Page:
Sunday, 22 April 2012

KIDS' STUFF: Peter Pan (1953)

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Peter Pan (USA, 1953)
Directed by Clyde Geronomi, Wilfrid Jackson & Hamilton Luske
Starring Bobby Driscoll, Kathryn Beaumont, Hans Conried, Margaret Kerry

Disney has a reputation for taking much-loved works of fiction and crowbarring them into marketable narrative and musical conventions. We may think this is a recent development, something that began with the Disney renaissance of the late-1980s and eventually led to Tim Burton's hugely disappointing Alice in Wonderland. But Disney has been taking flagrant liberties with author's works for decades prior to this. You only have to look at P. L. Travers, who made millions in royalties from Mary Poppins but felt betrayed by Disney's decision to add songs and animation to what she felt was an inherently dark and spiky work.

It is interesting that Peter Pan, a pet project of Walt Disney which was 14 years in the making, should also be at least partially guilty of this tendency. There is much to enjoy in this adaptation of J. M. Barrie's stage play, and the term 'Disneyfied' does not entirely apply due to certain sections which remain offensive. But for all the entertainment it provides, especially to younger children, it's not first-rate Disney by quite some distance.
Walt Disney had his eye on adapting Peter Pan since 1935, having been utterly entranced by the stage play from a young age. After four years of pestering, Great Ormond Street Hospital in London (who held the rights in accordance to Barrie's will) finally allowed Disney to make the film. Like PIXAR today, it took many years for Disney and his animators to work out how to translate the story to the big screen. This process was further delayed by WWII, when the studio was taken over by the US government and used for producing propaganda.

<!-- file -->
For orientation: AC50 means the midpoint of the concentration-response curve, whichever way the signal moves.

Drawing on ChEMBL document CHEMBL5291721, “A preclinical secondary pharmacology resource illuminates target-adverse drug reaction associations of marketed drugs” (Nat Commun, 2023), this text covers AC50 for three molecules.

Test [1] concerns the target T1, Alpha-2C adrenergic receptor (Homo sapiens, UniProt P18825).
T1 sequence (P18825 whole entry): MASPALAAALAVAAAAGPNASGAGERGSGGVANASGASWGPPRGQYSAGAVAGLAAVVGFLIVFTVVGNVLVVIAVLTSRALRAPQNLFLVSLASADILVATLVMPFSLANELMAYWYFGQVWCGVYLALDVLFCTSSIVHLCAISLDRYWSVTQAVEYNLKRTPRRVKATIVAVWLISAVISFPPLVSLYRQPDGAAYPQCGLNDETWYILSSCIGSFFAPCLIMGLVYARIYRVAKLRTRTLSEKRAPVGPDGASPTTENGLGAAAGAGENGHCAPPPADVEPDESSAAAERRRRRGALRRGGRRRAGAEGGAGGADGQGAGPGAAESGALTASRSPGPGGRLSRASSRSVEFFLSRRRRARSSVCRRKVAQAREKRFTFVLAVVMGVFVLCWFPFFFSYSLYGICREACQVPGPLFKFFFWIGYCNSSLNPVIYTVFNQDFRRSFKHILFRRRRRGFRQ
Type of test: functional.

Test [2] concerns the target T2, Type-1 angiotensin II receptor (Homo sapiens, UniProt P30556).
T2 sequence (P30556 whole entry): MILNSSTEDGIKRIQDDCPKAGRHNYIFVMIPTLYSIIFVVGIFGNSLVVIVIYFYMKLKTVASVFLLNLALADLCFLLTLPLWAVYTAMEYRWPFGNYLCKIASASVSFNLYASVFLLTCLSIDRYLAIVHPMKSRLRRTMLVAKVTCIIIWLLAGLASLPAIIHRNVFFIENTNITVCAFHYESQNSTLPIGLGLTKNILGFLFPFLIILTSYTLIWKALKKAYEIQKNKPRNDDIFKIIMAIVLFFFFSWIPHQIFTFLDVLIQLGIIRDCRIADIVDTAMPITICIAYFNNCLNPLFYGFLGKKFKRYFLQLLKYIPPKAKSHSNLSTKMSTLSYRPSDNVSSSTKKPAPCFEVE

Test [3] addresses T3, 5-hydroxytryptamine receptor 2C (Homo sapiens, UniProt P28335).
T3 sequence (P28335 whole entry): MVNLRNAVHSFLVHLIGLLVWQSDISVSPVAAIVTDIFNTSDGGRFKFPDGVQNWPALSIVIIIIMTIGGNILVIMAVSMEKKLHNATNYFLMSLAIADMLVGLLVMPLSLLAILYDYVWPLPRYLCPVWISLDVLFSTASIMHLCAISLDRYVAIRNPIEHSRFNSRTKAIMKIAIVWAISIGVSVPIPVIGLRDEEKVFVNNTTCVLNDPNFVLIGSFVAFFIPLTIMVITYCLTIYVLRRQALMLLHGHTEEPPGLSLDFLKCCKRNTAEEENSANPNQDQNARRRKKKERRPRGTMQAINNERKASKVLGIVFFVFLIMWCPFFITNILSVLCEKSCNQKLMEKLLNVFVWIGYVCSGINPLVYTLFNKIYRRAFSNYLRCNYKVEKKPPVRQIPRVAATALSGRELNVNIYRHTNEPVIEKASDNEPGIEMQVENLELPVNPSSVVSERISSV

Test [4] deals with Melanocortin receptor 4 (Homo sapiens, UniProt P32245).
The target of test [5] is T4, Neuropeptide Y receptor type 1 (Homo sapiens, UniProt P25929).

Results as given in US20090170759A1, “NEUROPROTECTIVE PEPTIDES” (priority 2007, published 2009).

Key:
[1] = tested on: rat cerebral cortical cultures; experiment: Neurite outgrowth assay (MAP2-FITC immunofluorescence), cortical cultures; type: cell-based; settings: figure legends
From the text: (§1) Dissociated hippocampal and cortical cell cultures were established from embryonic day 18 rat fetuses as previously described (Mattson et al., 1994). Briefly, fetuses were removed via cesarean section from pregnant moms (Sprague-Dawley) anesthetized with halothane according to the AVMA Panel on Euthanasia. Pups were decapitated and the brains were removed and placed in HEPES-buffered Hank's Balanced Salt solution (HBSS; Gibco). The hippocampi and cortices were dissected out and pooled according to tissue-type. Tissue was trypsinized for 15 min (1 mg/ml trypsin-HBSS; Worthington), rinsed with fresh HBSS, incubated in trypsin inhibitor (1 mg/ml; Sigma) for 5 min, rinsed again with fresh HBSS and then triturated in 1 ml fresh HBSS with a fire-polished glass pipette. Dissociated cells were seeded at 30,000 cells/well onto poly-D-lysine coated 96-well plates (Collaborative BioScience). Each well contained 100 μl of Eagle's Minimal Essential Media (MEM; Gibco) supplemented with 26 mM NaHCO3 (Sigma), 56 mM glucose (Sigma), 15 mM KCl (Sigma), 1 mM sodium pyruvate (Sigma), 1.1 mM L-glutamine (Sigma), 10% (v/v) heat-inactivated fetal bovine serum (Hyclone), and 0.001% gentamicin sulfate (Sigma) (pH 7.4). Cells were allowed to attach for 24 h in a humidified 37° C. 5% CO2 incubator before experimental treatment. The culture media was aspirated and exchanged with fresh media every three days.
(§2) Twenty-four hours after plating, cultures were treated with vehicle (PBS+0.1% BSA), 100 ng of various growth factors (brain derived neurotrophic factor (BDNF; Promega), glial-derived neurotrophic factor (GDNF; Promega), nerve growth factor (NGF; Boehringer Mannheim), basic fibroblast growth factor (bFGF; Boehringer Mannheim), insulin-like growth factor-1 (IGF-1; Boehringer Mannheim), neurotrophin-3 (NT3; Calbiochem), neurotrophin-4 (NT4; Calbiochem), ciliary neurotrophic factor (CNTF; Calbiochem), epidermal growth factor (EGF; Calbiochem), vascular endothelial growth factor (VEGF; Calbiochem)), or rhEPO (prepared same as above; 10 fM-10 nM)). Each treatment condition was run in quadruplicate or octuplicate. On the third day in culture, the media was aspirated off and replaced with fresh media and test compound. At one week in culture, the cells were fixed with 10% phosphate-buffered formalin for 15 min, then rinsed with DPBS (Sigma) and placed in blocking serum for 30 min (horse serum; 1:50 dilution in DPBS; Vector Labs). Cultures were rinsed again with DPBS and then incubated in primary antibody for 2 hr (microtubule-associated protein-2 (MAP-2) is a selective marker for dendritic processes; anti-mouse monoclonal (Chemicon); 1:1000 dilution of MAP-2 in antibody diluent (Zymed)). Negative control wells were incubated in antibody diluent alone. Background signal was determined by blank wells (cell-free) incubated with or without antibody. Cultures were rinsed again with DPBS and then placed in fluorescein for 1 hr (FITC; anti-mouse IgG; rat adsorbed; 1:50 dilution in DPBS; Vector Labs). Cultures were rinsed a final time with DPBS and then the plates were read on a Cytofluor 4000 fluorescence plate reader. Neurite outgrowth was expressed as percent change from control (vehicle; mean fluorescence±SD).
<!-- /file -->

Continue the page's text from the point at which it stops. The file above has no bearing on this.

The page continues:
Peter Pan has become an integral part of the Disney stable and brand. The story of the boy who never grew up reflects Walt Disney's belief in retaining a childlike sense of wonder about the world around us, and not trying to bury our childhood and the lessons it contains. Tinkerbell has become an emblem of Disney in and of herself, appearing in several versions of the animated logo. The film is directed by three talented men who were present in some form throughout the Golden Age - Clyde Geronomi (who directed Cinderella and Alice in Wonderland), Wilfred Jackson (Song of the South) and Hamilton Luske (Pinocchio).
The relationship between the stage play and the finished film is an interesting one. The film retains certain conventions of Barrie's story, such as having Mr. Darling and Captain Hook being voiced by the same actor (Hans Conried in a good performance). But while it has always been traditional on the stage for Pan to be played by a girl, this is the first instance in which he was played by a boy, namely Song of the South star Bobby Driscoll.
The theatrical aspect of the film is maintained through the continued use of rotoscoping, a technique pioneered by Disney's rival Max Fleischer but used by Disney to great effect on Snow White and the Seven Dwarfs. This involved actors, including most of the voice cast, acting out their scenes on minimal sets built specifically for the film. The performances were filmed or photographed, and the animators would then use these recordings as a starting point for their drawings, allowing them to animate human movement more believably.
It is easy to forget how close the relationship between theatre and film was throughout the early days of cinema. Alfred Hitchcock famously complained that when sound first came in, studios all too often just filmed theatrical performances and put them in cinemas, creating what he called "photographs of people talking". Many great stars of the Disney Golden Age came from variety and music hall, and film work was, like television after it, viewed as inferior compared to a successful stage career. It is therefore fitting that aspects of Peter Pan are theatrical in nature, either in the storytelling or in the exaggerated characters.